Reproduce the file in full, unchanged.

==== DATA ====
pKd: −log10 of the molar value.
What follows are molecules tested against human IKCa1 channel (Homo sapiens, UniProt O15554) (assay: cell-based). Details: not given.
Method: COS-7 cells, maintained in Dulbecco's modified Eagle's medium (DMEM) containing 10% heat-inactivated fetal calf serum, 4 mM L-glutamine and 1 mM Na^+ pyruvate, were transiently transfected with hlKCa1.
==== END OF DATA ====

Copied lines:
pKd: −log10 of the molar value.
What follows are molecules tested against human IKCa1 channel (Homo sapiens, UniProt O15554) (assay: cell-based). Details: not given.
Method: COS-7 cells, maintained in Dulbecco's modified Eagle's medium (DMEM) containing 10% heat-inactivated fetal calf serum, 4 mM L-glutamine and 1 mM Na^+ pyruvate, were transiently transfected with hlKCa1.